Cruising the Green of Second Avenue

Wild Child Publishing has issued the second volume of short stories in Cruising the Green of Second Avenue. The tales take up where Vol. I left off — bringing back Klein the Biker, Straight Charlie and Sammy the Madman while introducing new characters stumbling over life’s difficulties in the late 60s. Vol. II is an e-book published by Wild Child Publishing that you can download, save as a pdf (Adobe) file and print. Read both volumes and see that life isn't all that serious. Find it at Barnes & Noble, Amazon and other online book sellers.

Sunday, March 20, 2011

High Times in the Colonies - II

Homes Away from Home In the days of unpaved roads and an absence of hotels, taverns served as both hostelry and “watering hole.” Today, you can still note the abundance of places in New Jersey named for one-time taverns. Burnt Tavern Road in Brick Twsp., Stump Tavern Rd. in Jackson Twsp., Bear Tavern Rd. in West Trenton, and Boyd’s Tavern in Whiting; Four Mile, Old Halfway, Three Tuns, and Ong’s Hat were named for taverns in unincorporated areas of Union County.

In 1717, the Colts Neck Inn was built by a Laird ancestor as a way station for coaches and dispatch riders between Amboy and Freehold.

In 1850, the New Jersey Legislature created Ocean County out of the southern half of Monmouth County. The first organizational meeting was held at Thomas P. Barkalow’s tavern on the corner of Main and Water Sts. in Toms River. Much of the meeting concerned building a Greek Revival-style courthouse modeled after that of Hudson County. After the building was completed in 1851, the plans were entrusted to a local man to be returned to Hudson County. He didn’t get far out of town, on horseback, before stopping at Hyers Tavern in Jackson. The plans were never seen again. 6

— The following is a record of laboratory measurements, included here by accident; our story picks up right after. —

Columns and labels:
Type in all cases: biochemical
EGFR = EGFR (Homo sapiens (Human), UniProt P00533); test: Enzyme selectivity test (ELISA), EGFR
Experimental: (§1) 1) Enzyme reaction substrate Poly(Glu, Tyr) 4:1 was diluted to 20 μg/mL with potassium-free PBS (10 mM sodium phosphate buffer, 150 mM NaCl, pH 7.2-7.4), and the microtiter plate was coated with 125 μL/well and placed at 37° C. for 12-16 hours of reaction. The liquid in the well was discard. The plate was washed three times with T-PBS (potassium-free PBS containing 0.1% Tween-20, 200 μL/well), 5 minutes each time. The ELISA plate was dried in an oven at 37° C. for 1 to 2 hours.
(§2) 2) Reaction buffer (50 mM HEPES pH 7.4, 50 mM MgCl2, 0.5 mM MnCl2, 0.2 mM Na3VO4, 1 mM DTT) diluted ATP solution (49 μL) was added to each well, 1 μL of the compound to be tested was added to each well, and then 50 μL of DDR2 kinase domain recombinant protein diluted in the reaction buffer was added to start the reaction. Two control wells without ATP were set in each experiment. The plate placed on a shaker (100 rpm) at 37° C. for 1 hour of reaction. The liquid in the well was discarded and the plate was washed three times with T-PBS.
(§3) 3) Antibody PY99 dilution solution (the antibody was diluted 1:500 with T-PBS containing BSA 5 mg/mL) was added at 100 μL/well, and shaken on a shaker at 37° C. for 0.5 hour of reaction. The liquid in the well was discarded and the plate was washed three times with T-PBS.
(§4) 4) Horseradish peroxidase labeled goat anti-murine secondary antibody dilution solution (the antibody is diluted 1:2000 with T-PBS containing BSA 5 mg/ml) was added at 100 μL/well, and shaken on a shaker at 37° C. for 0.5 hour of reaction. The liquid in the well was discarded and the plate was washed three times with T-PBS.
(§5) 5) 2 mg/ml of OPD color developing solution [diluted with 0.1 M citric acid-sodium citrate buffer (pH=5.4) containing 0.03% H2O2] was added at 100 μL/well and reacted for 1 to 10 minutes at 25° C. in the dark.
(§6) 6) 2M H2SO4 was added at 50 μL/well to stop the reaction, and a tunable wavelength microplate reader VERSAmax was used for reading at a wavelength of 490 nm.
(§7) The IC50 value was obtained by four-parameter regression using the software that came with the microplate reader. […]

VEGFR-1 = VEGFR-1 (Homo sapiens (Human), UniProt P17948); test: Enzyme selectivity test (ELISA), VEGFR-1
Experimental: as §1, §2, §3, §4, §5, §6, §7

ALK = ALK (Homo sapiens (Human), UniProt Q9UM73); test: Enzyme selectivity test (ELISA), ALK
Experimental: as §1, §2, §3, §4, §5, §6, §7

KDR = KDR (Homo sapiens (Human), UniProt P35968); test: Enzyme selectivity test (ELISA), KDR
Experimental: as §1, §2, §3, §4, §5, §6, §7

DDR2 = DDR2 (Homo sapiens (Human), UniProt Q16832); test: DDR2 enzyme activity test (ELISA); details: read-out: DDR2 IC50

The Ocean House Hotel (earlier known as the Toms River Inn) began as Barkalow’s Tavern about 1787, and served as a coach stop between Freehold and Tuckerton, as well as west to Burlington County and Philadelphia. It was here that Ulysses S. Grant dictated part of his memoir. Ocean House was demolished in 1952, but the oldest portion was saved and relocated as The Old Time Tavern to Main St. (Route 166) and Presidential Blvd. 7

Taverns were a basic element of New Jersey’s development. Haddonfield’s Indian King Tavern is one of the state’s more important historic buildings. In 1777, as the Continental and British armies devastated Trenton, the Assembly convened there to officially create an independent state and adopt its Great Seal. Legend has it that Dolley Madison, née Payne, was a frequent visitor. 8.

The Merchants & Drovers Tavern Museum Association maintains another stopping-off place, a tavern built in 1798 at the corner of St. Georges Ave. (Rt. 27) and Westfield Ave. in Rahway. The Association also owns and operates the Abraham Terrill Tavern behind the Merchants & Drovers. 9.